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Electronic publication date: Day: 5 Month: 10 Year: 2010
collection publication date: Year: 2010
Print publication date: Year: 2010
Volume: 6First Page: 459 Last Page: 462
PubMed Id: 20957138
DOI: 10.2147/TCRM.S13525
Publisher Id: tcrm-6-459

An improved delivery system for bladder irrigation
Mohammad K Moslemi1
Mojtaba Rajaei2
1 Department of Urology, Kamkar Hospital, School of Medicine, Qom University of Medical Sciences, Qom, Iran
2 Kamkar Hospital, School of Medicine, Qom University of Medical Sciences, Qom, Iran
Correspondence: Correspondence: Mohammad K Moslemi, Department of Urology, Kamkar Hospital, School of Medicine, Qom University of Medical Sciences, Bajak Ave, Qom, 3715694978, Iran, Tel +98 912 252 1646, Fax +98 251 771 3473, Email moslemi_urologist@yahoo.com; moslemi@muq.ac.ir

Introduction

Three-way Foley catheters are used when irrigation of the bladder is anticipated to prevent or manage blood clots in the bladder. Effective bladder irrigation influences patient safety and clinical outcomes.1,2 Continuous bladder irrigation (CBI) is commonly used after transurethral resection of the prostate (TURP). The incidence of clot retention after TURP was reported to be 3.3% in a large, multicenter retrospective study.3 A high risk of postoperative bleeding, and thus clot retention, has been correlated with a greater size of the resected prostate, longer operative time, and positive preoperative urine culture.46 CBI is also used for intravesical delivery of pharmacologic agents, such as amphotericin B irrigation for candida cystitis.79 CBI with a 3-way Foley catheter is an important method of preventing and treating the hematuria associated with chemotherapy, vesical tumors, hemorrhagic cystitis, and radiation cystitis.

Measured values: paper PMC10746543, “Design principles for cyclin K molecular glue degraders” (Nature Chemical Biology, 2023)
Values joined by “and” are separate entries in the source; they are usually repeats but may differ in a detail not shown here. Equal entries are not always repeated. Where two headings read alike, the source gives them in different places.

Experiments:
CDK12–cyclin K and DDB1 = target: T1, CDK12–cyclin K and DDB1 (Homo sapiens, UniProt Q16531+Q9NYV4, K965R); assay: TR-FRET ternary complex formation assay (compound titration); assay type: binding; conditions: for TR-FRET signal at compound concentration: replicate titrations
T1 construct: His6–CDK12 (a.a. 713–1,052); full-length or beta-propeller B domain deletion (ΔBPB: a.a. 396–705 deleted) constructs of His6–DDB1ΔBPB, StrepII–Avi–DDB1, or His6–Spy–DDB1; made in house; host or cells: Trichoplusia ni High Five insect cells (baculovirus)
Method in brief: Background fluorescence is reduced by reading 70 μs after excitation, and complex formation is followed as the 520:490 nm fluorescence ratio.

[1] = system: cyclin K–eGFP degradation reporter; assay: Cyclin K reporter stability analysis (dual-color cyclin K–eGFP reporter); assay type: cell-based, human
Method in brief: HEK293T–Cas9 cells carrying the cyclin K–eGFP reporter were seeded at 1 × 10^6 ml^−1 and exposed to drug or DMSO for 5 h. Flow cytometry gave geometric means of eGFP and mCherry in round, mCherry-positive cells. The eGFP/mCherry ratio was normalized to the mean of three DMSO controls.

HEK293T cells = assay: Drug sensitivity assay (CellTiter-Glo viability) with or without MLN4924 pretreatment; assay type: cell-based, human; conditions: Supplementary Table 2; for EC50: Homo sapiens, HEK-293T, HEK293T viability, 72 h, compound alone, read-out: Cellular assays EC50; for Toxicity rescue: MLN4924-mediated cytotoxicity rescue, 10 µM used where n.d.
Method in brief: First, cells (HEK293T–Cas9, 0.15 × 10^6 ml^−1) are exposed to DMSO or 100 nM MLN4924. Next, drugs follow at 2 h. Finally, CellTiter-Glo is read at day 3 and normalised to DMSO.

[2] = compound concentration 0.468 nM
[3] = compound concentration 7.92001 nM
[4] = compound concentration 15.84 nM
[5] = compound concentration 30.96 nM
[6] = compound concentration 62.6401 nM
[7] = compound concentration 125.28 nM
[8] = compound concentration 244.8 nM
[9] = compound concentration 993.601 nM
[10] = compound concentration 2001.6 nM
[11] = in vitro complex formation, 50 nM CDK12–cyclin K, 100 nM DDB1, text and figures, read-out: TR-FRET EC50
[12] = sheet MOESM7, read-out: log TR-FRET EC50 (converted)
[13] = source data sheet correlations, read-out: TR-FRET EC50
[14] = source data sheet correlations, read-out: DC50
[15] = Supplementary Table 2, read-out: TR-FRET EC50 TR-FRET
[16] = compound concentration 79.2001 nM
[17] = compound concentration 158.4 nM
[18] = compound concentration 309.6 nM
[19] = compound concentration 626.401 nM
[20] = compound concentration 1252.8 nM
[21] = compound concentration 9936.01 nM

Materials and methods

In this 2-year prospective study conducted between March 2007 and April 2009, our new delivery system was used routinely for our admitted patients. Before this period, the traditional gravity system was used routinely for all 545 admitted cases, of which, 234 cases were underwent open prostatectomy, TURP, and transurethral resection of the bladder (TURB), and 311 cases underwent an endourologic procedure such as cystoscopy, ureteroscopy, or transurethral lithotripsy (TUL). In this system, a plastic connector was inserted into the irrigant bag with 1 L of normal saline, and its drainage terminal was connected to a Foley catheter or an endourologic instrument such as a cystoscope or ureteroscope. This system works only with gravity. It is clear that the drainage velocity of the irrigant fluid depends on the height of the irrigant bag.

The 831 eligible cases for our new system were divided into two groups who used our instrument in the same way in two situations: the first group underwent endourologic procedures such as cystourethroscopy, internal urethrotomy, and ureteroscopy, or some situations in the TUL procedures (458 cases); the second group used the system to increase flow rate and bladder irrigation after open prostatectomy, TURP, and TURB (373 cases). The duration of use for the new system depends on the severity of bleeding. When bleeding is increasingly severe, or for a more clear vision, we increased flow rate by hand pumping a sphygmomanometer bulb to increase pressure in the irrigant bag ( Figures 13). This hand pumping is performed by the scrub nurse in the operating theater or recovery room. After clearing the drainage fluid, the irrigant system was changed to the gravity flow system. Analysis of data was performed with SPSS software (version 16; SPSS Inc, Chicago, IL).


Results